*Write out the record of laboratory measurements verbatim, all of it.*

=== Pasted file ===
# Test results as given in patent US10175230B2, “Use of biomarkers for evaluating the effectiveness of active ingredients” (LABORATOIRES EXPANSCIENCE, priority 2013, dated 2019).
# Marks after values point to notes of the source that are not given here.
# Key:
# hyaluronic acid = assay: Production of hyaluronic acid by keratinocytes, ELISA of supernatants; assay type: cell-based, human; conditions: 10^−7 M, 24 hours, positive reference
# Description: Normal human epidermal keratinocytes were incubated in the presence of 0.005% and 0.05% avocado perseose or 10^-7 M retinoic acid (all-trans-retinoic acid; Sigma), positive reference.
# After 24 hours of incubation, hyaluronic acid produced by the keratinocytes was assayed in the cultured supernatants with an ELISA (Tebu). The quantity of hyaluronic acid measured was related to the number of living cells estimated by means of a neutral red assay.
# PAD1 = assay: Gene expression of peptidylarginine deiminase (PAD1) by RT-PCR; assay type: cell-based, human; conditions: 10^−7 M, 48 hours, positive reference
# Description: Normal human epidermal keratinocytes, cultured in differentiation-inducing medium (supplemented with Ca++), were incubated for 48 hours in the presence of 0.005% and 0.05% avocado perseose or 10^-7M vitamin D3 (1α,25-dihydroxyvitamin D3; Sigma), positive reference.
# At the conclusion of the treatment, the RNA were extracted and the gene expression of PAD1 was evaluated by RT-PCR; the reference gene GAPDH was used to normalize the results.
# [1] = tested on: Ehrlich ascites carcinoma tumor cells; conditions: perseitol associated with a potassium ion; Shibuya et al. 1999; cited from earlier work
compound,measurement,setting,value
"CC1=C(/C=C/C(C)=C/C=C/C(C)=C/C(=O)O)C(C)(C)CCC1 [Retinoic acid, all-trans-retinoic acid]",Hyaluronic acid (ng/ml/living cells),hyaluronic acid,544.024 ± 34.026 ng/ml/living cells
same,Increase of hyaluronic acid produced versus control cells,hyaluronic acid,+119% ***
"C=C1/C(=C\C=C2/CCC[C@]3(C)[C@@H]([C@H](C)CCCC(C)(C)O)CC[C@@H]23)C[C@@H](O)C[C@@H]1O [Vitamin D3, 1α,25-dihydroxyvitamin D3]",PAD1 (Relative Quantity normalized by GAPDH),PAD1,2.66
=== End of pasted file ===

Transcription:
# Test results as given in patent US10175230B2, “Use of biomarkers for evaluating the effectiveness of active ingredients” (LABORATOIRES EXPANSCIENCE, priority 2013, dated 2019).
# Marks after values point to notes of the source that are not given here.
# Key:
# hyaluronic acid = assay: Production of hyaluronic acid by keratinocytes, ELISA of supernatants; assay type: cell-based, human; conditions: 10^−7 M, 24 hours, positive reference
# Description: Normal human epidermal keratinocytes were incubated in the presence of 0.005% and 0.05% avocado perseose or 10^-7 M retinoic acid (all-trans-retinoic acid; Sigma), positive reference.
# After 24 hours of incubation, hyaluronic acid produced by the keratinocytes was assayed in the cultured supernatants with an ELISA (Tebu). The quantity of hyaluronic acid measured was related to the number of living cells estimated by means of a neutral red assay.
# PAD1 = assay: Gene expression of peptidylarginine deiminase (PAD1) by RT-PCR; assay type: cell-based, human; conditions: 10^−7 M, 48 hours, positive reference
# Description: Normal human epidermal keratinocytes, cultured in differentiation-inducing medium (supplemented with Ca++), were incubated for 48 hours in the presence of 0.005% and 0.05% avocado perseose or 10^-7M vitamin D3 (1α,25-dihydroxyvitamin D3; Sigma), positive reference.
# At the conclusion of the treatment, the RNA were extracted and the gene expression of PAD1 was evaluated by RT-PCR; the reference gene GAPDH was used to normalize the results.
# [1] = tested on: Ehrlich ascites carcinoma tumor cells; conditions: perseitol associated with a potassium ion; Shibuya et al. 1999; cited from earlier work
compound,measurement,setting,value
"CC1=C(/C=C/C(C)=C/C=C/C(C)=C/C(=O)O)C(C)(C)CCC1 [Retinoic acid, all-trans-retinoic acid]",Hyaluronic acid (ng/ml/living cells),hyaluronic acid,544.024 ± 34.026 ng/ml/living cells
same,Increase of hyaluronic acid produced versus control cells,hyaluronic acid,+119% ***
"C=C1/C(=C\C=C2/CCC[C@]3(C)[C@@H]([C@H](C)CCCC(C)(C)O)CC[C@@H]23)C[C@@H](O)C[C@@H]1O [Vitamin D3, 1α,25-dihydroxyvitamin D3]",PAD1 (Relative Quantity normalized by GAPDH),PAD1,2.66